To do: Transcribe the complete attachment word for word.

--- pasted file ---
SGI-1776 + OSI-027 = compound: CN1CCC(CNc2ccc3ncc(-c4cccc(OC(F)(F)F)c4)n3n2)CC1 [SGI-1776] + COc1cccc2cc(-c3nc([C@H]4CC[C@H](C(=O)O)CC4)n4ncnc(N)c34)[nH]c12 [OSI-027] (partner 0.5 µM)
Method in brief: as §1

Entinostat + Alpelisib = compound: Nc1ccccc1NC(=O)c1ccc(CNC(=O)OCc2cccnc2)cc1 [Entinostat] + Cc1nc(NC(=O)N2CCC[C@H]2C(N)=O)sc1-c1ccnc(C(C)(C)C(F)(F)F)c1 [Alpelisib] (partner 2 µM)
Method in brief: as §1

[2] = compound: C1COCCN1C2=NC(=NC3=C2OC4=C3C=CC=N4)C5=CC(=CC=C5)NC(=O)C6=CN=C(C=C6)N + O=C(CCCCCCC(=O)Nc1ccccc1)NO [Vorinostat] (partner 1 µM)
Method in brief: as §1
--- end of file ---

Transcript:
SGI-1776 + OSI-027 = compound: CN1CCC(CNc2ccc3ncc(-c4cccc(OC(F)(F)F)c4)n3n2)CC1 [SGI-1776] + COc1cccc2cc(-c3nc([C@H]4CC[C@H](C(=O)O)CC4)n4ncnc(N)c34)[nH]c12 [OSI-027] (partner 0.5 µM)
Method in brief: as §1

Entinostat + Alpelisib = compound: Nc1ccccc1NC(=O)c1ccc(CNC(=O)OCc2cccnc2)cc1 [Entinostat] + Cc1nc(NC(=O)N2CCC[C@H]2C(N)=O)sc1-c1ccnc(C(C)(C)C(F)(F)F)c1 [Alpelisib] (partner 2 µM)
Method in brief: as §1

[2] = compound: C1COCCN1C2=NC(=NC3=C2OC4=C3C=CC=N4)C5=CC(=CC=C5)NC(=O)C6=CN=C(C=C6)N + O=C(CCCCCCC(=O)Nc1ccccc1)NO [Vorinostat] (partner 1 µM)
Method in brief: as §1